And I have to add that about where my site on xs4all.nl stuck for others I have NO idea AT ALL: It may be December 31, 2015. (Xs4all wants  immediate payment if you are a week behind. Xs4all.nl has been destroying my site now for over a year. I completely distrust them, but I also do not know whether they are doing it or some secret service is.)
1. Here’s Why We Shouldn’t Laugh at Donald Trump’s 100-Day Faceplant

The first article today is by Jon Schwarz on The Intercept:

This is from near the beginning:

Yet both Obama and Trump vaulted over everyone and everything into the White House. Tens of millions of Americans were willing to place their lives in the hands of political anomalies whose central pitch was that they would deliver profound change. The rise of Bernie Sanders, who’s proven that you can become the most popular politician in the country without owning a comb, demonstrates the same thing.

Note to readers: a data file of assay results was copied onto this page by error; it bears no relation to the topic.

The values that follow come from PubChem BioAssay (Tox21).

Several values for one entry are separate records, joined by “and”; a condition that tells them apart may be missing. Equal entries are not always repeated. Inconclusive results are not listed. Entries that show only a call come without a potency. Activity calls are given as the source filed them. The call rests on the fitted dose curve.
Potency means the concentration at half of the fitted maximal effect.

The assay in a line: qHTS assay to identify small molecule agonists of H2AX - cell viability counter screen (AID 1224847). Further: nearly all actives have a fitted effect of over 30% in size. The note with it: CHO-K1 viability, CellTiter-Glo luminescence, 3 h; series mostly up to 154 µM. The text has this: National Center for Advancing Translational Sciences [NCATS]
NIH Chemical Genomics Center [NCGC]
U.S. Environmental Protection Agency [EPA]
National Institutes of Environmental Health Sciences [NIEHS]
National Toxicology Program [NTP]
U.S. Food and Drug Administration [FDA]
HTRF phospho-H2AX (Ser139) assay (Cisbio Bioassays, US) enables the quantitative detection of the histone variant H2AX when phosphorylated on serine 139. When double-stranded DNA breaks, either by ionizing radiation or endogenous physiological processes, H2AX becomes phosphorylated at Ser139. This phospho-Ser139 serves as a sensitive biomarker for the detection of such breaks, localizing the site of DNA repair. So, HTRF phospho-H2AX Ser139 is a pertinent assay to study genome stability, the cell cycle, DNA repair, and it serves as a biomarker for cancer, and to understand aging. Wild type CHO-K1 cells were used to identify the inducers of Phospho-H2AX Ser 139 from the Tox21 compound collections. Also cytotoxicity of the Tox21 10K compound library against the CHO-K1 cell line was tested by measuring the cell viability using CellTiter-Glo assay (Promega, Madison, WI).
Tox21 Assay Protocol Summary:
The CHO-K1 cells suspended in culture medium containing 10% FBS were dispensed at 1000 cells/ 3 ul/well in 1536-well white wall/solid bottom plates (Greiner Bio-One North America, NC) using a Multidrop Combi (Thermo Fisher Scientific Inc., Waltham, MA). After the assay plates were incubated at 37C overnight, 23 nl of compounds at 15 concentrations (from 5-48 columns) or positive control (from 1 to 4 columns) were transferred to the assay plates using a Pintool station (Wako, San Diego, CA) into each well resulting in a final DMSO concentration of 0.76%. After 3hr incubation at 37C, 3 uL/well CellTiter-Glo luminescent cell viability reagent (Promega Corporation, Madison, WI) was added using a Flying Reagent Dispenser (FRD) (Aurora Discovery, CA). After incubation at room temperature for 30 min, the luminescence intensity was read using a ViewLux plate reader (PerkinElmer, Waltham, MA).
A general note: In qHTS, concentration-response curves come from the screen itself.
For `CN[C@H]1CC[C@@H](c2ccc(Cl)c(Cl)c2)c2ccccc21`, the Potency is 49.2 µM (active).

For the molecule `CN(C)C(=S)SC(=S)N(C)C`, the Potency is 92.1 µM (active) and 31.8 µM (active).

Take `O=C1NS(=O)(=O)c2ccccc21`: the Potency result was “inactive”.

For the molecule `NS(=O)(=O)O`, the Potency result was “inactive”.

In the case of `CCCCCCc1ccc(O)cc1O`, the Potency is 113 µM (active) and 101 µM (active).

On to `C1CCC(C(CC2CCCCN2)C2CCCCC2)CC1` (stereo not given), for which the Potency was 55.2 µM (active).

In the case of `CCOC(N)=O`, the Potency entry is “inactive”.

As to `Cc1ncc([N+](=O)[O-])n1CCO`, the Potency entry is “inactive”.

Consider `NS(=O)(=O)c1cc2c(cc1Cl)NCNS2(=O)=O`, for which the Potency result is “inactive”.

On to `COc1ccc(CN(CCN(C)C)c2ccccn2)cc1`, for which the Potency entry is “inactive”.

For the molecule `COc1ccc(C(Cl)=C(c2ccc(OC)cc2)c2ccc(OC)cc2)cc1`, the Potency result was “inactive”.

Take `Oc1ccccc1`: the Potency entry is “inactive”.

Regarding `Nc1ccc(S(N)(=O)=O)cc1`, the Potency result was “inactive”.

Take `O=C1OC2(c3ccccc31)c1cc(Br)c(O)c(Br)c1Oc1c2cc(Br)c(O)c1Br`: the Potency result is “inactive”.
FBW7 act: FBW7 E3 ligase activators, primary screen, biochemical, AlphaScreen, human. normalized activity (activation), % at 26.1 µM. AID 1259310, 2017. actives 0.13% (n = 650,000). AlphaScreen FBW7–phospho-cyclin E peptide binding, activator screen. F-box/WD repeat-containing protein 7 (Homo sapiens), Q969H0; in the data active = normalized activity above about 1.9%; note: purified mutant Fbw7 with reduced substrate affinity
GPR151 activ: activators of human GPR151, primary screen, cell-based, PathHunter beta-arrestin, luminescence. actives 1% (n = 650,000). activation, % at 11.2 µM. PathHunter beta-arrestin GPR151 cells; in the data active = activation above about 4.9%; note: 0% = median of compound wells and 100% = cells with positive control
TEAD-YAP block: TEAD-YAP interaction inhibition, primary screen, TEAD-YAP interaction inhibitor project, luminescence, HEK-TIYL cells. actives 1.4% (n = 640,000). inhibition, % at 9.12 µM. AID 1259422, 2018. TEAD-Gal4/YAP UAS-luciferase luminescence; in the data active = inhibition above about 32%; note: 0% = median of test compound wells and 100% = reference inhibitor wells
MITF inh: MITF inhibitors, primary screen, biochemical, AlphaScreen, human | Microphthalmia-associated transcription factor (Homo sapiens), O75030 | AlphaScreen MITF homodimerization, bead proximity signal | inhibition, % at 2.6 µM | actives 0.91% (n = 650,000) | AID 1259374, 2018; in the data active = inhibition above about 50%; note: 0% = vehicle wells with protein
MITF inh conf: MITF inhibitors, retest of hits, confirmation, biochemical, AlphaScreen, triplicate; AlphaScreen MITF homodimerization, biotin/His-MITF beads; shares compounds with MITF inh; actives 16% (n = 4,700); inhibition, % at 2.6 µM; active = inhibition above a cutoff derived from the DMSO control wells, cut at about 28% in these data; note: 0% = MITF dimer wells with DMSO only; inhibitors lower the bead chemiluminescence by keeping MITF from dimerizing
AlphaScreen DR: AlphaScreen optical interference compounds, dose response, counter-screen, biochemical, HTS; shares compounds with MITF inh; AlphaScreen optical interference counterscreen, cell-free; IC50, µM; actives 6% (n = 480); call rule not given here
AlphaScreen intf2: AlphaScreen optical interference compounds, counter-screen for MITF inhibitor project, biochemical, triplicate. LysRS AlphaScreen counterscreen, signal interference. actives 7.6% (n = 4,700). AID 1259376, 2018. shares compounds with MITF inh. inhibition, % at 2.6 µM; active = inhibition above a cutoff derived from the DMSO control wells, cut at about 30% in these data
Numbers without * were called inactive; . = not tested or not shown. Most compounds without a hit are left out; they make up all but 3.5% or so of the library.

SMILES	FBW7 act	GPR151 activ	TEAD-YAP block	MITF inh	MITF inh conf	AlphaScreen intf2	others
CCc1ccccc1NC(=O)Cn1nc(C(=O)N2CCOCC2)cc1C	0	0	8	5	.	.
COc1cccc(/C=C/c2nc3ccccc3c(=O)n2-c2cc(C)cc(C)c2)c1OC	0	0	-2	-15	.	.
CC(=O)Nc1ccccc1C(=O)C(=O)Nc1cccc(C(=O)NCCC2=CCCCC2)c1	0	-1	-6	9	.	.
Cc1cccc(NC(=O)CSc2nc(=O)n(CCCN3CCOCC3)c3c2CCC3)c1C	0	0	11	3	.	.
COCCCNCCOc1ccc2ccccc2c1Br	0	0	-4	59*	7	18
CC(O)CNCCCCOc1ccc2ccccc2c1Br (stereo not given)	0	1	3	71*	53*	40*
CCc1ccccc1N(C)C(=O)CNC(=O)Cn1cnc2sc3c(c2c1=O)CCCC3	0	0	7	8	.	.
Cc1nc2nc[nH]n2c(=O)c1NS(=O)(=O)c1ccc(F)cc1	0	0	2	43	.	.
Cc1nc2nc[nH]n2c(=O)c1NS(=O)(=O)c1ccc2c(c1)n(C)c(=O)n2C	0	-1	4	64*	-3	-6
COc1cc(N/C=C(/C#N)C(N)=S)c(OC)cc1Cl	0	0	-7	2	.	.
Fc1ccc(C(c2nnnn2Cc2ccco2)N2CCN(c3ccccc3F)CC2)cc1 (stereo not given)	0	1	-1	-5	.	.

What does this mean?

I’d say it means that something has gone incredibly wrong with this country’s political system, that large numbers of us are desperate, and are willing to hand over power to absolutely anyone.
One of the points here, taken up in the next quotation, is that both Obama and Trump are incredible liars and deceivers, and I agree with this.

Then again, I do not know whether I agree with the last point, in part because "
incredibly wrong" is hardly a diagnosis; in part because I have seen only frauds and deceivers as American presidents since Reagan, for Bill Cliton also was liar and a deceiver; in part because 9/11 made a considerable political and legal difference, but isn't mentioned; and in part because I don't quite believe that Americans are so desperate that they "are willing to hand over power to absolutely anyone", although I agree very many are quite capable of being royally deceived.